February 9th, 2010
Hidden in a corner of Soulton Wood, with views on open countryside, Keeper’s Cottage provides a peaceful retreat for up to 6 people. The woods turn particularly magical between April and May, when the bluebells spread among the trees like blue mist. Soulton Wood is located about 10 miles north of Shrewsbury, Shropshire, and 2 miles from Wem railway station. More info
February 3rd, 2010
The Guardian has put together this interesting article on some of the best hotels for walkers and hikers in Britain. Lots of cosy old converted farmhouses to warm you after a long day on the fells… More here
February 2nd, 2010
Working dairy farm and our accommodation offers two secluded 4 star self-catering log cabins. Near Dovedale, Chatsworth and Carsington Water, this is an idyllic base for outdoor pursuits and sightseeing. The owners “try to be eco friendly and our cabins are run as sustainably as possible”
February 2nd, 2010
“This area boasts 35 acres of unspoilt countryside, offering the opportunity to stay on board a unique houseboat. Each widebeam barge is permanently moored on her own private jetty and sleeps 4 to 6 in ensuite cabins. Watch the busy wildlife right outside the galley window. Land organic rainbow trout for dinner. Be awed by the silent swoop of the barn owl. And in the evening as you watch the sun setting from the aft deck know that it has given its solar energy to power your lighting for the night ahead.”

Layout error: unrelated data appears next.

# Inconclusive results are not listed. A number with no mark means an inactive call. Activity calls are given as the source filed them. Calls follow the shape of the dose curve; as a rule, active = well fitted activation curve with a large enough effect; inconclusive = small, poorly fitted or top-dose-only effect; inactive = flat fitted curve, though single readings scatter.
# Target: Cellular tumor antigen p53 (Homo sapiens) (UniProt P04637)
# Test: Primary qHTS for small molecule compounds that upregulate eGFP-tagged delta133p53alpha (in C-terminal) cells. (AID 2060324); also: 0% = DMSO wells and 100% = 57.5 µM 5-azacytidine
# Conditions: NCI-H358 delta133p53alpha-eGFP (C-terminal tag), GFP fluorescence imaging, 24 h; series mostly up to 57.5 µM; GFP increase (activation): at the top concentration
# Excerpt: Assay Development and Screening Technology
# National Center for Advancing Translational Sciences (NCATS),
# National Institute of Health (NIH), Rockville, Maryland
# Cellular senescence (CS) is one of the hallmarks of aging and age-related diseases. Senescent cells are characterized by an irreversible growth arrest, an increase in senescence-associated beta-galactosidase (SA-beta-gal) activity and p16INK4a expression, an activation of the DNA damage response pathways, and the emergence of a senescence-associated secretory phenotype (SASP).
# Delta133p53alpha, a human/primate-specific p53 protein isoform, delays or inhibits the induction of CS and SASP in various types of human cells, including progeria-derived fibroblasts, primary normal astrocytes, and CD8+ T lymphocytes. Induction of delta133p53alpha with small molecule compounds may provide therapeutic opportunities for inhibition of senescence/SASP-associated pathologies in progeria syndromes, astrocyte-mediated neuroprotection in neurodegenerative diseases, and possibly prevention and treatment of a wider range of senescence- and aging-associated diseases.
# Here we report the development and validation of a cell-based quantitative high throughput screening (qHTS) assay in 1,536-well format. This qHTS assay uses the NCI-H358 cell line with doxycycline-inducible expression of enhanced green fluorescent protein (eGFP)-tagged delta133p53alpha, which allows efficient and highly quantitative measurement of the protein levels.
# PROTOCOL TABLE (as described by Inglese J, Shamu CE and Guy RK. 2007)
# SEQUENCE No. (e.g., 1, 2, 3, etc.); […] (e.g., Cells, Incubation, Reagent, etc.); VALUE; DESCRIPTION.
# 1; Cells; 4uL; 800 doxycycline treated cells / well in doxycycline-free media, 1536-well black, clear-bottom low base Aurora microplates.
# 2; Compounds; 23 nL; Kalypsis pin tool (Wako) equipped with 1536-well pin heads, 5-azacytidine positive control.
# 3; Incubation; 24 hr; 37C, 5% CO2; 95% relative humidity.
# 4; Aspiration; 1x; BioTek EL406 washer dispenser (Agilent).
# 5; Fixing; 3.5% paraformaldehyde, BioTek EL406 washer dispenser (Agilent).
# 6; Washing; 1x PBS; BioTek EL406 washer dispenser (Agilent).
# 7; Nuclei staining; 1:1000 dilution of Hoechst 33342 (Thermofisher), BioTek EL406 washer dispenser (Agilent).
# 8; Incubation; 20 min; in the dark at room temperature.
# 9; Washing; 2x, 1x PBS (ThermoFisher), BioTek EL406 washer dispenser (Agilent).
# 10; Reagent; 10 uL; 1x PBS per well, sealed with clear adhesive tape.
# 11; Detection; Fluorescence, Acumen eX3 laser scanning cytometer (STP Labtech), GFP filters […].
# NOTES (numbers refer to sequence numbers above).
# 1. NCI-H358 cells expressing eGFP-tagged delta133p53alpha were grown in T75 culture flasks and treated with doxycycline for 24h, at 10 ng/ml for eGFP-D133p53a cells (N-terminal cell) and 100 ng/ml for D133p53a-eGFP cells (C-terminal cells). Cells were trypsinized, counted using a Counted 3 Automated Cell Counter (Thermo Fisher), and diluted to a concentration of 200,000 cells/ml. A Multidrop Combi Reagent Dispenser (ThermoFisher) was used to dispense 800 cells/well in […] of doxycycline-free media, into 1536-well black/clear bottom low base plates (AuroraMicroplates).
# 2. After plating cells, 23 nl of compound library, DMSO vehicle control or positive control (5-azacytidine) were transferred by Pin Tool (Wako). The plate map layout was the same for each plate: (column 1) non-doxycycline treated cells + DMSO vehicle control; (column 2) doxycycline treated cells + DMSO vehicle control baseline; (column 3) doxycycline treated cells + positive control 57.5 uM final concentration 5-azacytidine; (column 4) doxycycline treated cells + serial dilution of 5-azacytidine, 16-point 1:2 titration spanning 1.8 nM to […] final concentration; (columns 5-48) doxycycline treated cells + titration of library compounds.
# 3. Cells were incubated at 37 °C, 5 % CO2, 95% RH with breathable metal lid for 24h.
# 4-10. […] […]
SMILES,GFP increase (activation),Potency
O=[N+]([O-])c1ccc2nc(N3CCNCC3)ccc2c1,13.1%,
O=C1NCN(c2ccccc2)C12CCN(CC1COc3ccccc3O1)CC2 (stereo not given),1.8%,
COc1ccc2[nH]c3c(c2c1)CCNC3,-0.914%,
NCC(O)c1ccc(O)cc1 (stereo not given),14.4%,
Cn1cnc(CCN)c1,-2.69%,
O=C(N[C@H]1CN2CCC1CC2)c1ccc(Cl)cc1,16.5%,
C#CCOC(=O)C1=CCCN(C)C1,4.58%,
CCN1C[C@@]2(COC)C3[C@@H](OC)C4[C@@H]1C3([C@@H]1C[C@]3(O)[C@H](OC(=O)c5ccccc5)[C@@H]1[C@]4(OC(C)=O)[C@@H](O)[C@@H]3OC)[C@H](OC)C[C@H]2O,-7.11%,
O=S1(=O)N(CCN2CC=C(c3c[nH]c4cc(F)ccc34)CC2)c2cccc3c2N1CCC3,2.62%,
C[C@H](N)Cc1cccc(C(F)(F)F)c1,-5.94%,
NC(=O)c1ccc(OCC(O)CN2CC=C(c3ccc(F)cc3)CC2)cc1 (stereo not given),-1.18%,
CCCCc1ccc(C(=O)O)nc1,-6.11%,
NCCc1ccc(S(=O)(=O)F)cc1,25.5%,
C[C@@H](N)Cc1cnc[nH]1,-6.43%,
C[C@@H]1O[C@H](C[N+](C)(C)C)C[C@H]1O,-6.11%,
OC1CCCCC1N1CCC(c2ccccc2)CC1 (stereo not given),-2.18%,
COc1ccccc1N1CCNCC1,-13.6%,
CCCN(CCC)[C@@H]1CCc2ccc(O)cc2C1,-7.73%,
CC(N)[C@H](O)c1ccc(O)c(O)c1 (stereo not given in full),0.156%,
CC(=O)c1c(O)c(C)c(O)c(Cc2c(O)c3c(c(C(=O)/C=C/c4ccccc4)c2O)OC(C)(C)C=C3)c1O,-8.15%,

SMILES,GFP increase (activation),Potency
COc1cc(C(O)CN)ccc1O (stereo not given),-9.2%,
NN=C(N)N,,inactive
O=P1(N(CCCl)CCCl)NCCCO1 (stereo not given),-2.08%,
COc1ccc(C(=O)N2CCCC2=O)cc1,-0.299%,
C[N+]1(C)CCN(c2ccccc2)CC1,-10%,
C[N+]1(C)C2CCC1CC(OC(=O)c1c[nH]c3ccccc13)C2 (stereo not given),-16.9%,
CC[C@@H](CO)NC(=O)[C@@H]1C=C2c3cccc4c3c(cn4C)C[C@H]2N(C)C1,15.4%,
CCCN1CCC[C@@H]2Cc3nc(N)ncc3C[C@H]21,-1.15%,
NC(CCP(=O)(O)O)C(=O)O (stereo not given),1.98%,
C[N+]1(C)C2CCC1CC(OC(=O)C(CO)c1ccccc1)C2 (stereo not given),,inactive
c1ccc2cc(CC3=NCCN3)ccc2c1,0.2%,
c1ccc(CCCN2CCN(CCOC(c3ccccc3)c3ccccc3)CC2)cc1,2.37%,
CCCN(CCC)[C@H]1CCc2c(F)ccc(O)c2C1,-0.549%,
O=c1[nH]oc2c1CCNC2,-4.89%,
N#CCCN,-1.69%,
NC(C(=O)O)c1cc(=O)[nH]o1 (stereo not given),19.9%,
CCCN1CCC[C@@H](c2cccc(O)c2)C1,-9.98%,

October 30th, 2009
Situated by grazing marsh and long stretches of sand dunes on the north Norfolk coast, the National Trust’s Horsey Barns are an ideal place to escape the madding crowds. Wide-open horizons and bracing sea air clear the head, with somewhere cosy to come back to at night and a village pub not far. The famous Horsey Windpump is within walking distance. An added winter attraction is the chance to see Grey Seal pups, born in December and January, on the beach between Horsey and Winterton on Sea. More information
October 16th, 2009
High on the cliffs in the Lizard Peninsula, overlooking Housel Bay and less then a mile to Britain’s most southern point, stands Wireless Cottage. Originally built by Marconi for his radio experiments and now owned by the National Trust, the building is part of radio history and there’s a small wireless museum next door. Wireless Cottage offers comfortable accommodation for two with splendid sea-views from its windows and the coastal path at its door. More information